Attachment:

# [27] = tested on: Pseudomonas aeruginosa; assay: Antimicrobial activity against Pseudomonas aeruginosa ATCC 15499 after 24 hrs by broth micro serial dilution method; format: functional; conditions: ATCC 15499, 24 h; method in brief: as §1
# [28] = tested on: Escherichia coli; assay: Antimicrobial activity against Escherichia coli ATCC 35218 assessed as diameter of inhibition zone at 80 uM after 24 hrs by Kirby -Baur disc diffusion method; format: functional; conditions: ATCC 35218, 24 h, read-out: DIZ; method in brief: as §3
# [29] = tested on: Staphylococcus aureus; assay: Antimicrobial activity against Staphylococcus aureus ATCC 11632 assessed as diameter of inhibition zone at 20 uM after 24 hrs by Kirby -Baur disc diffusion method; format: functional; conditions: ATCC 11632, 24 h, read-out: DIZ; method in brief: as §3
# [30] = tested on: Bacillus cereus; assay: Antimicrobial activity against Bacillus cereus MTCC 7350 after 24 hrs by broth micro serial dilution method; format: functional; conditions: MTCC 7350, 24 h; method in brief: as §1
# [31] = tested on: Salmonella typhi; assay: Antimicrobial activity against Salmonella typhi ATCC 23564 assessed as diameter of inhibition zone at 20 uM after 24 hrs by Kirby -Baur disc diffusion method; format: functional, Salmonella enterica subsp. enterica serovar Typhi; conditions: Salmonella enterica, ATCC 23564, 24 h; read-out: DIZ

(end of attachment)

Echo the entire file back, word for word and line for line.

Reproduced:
# [27] = tested on: Pseudomonas aeruginosa; assay: Antimicrobial activity against Pseudomonas aeruginosa ATCC 15499 after 24 hrs by broth micro serial dilution method; format: functional; conditions: ATCC 15499, 24 h; method in brief: as §1
# [28] = tested on: Escherichia coli; assay: Antimicrobial activity against Escherichia coli ATCC 35218 assessed as diameter of inhibition zone at 80 uM after 24 hrs by Kirby -Baur disc diffusion method; format: functional; conditions: ATCC 35218, 24 h, read-out: DIZ; method in brief: as §3
# [29] = tested on: Staphylococcus aureus; assay: Antimicrobial activity against Staphylococcus aureus ATCC 11632 assessed as diameter of inhibition zone at 20 uM after 24 hrs by Kirby -Baur disc diffusion method; format: functional; conditions: ATCC 11632, 24 h, read-out: DIZ; method in brief: as §3
# [30] = tested on: Bacillus cereus; assay: Antimicrobial activity against Bacillus cereus MTCC 7350 after 24 hrs by broth micro serial dilution method; format: functional; conditions: MTCC 7350, 24 h; method in brief: as §1
# [31] = tested on: Salmonella typhi; assay: Antimicrobial activity against Salmonella typhi ATCC 23564 assessed as diameter of inhibition zone at 20 uM after 24 hrs by Kirby -Baur disc diffusion method; format: functional, Salmonella enterica subsp. enterica serovar Typhi; conditions: Salmonella enterica, ATCC 23564, 24 h; read-out: DIZ